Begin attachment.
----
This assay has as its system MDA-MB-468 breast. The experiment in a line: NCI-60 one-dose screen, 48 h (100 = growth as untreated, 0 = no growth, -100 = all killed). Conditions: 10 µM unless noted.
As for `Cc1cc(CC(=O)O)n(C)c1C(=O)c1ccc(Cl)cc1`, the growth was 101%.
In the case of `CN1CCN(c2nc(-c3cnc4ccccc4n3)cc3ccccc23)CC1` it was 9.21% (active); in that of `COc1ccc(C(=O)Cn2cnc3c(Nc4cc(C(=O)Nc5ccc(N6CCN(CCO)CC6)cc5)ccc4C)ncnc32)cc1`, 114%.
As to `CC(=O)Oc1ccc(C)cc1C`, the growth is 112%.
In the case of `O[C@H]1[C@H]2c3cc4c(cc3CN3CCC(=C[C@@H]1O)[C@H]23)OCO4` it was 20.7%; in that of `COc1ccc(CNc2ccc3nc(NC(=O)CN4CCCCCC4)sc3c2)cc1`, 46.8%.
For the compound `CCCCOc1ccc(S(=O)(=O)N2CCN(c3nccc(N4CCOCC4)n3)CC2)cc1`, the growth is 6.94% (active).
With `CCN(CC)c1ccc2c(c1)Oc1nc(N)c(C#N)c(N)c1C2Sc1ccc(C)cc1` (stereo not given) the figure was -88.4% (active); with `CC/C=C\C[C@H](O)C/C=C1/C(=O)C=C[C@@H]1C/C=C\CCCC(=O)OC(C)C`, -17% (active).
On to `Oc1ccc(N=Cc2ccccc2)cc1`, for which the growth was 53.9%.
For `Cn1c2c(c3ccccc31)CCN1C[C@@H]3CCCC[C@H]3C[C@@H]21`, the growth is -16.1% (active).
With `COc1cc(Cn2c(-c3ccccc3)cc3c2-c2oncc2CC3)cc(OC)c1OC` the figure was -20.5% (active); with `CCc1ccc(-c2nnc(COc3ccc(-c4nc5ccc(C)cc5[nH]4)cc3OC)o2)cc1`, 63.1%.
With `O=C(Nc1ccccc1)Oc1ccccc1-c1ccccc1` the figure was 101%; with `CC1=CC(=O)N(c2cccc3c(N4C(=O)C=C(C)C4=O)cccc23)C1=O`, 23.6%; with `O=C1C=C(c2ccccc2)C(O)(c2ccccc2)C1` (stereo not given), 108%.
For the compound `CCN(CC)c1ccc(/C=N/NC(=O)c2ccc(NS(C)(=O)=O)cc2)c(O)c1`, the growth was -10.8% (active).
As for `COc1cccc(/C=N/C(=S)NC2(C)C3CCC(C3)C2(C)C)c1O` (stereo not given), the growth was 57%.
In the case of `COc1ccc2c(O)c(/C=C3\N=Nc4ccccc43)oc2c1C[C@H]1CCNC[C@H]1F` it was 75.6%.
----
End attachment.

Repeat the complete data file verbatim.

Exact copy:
This assay has as its system MDA-MB-468 breast. The experiment in a line: NCI-60 one-dose screen, 48 h (100 = growth as untreated, 0 = no growth, -100 = all killed). Conditions: 10 µM unless noted.
As for `Cc1cc(CC(=O)O)n(C)c1C(=O)c1ccc(Cl)cc1`, the growth was 101%.
In the case of `CN1CCN(c2nc(-c3cnc4ccccc4n3)cc3ccccc23)CC1` it was 9.21% (active); in that of `COc1ccc(C(=O)Cn2cnc3c(Nc4cc(C(=O)Nc5ccc(N6CCN(CCO)CC6)cc5)ccc4C)ncnc32)cc1`, 114%.
As to `CC(=O)Oc1ccc(C)cc1C`, the growth is 112%.
In the case of `O[C@H]1[C@H]2c3cc4c(cc3CN3CCC(=C[C@@H]1O)[C@H]23)OCO4` it was 20.7%; in that of `COc1ccc(CNc2ccc3nc(NC(=O)CN4CCCCCC4)sc3c2)cc1`, 46.8%.
For the compound `CCCCOc1ccc(S(=O)(=O)N2CCN(c3nccc(N4CCOCC4)n3)CC2)cc1`, the growth is 6.94% (active).
With `CCN(CC)c1ccc2c(c1)Oc1nc(N)c(C#N)c(N)c1C2Sc1ccc(C)cc1` (stereo not given) the figure was -88.4% (active); with `CC/C=C\C[C@H](O)C/C=C1/C(=O)C=C[C@@H]1C/C=C\CCCC(=O)OC(C)C`, -17% (active).
On to `Oc1ccc(N=Cc2ccccc2)cc1`, for which the growth was 53.9%.
For `Cn1c2c(c3ccccc31)CCN1C[C@@H]3CCCC[C@H]3C[C@@H]21`, the growth is -16.1% (active).
With `COc1cc(Cn2c(-c3ccccc3)cc3c2-c2oncc2CC3)cc(OC)c1OC` the figure was -20.5% (active); with `CCc1ccc(-c2nnc(COc3ccc(-c4nc5ccc(C)cc5[nH]4)cc3OC)o2)cc1`, 63.1%.
With `O=C(Nc1ccccc1)Oc1ccccc1-c1ccccc1` the figure was 101%; with `CC1=CC(=O)N(c2cccc3c(N4C(=O)C=C(C)C4=O)cccc23)C1=O`, 23.6%; with `O=C1C=C(c2ccccc2)C(O)(c2ccccc2)C1` (stereo not given), 108%.
For the compound `CCN(CC)c1ccc(/C=N/NC(=O)c2ccc(NS(C)(=O)=O)cc2)c(O)c1`, the growth was -10.8% (active).
As for `COc1cccc(/C=N/C(=S)NC2(C)C3CCC(C3)C2(C)C)c1O` (stereo not given), the growth was 57%.
In the case of `COc1ccc2c(O)c(/C=C3\N=Nc4ccccc43)oc2c1C[C@H]1CCNC[C@H]1F` it was 75.6%.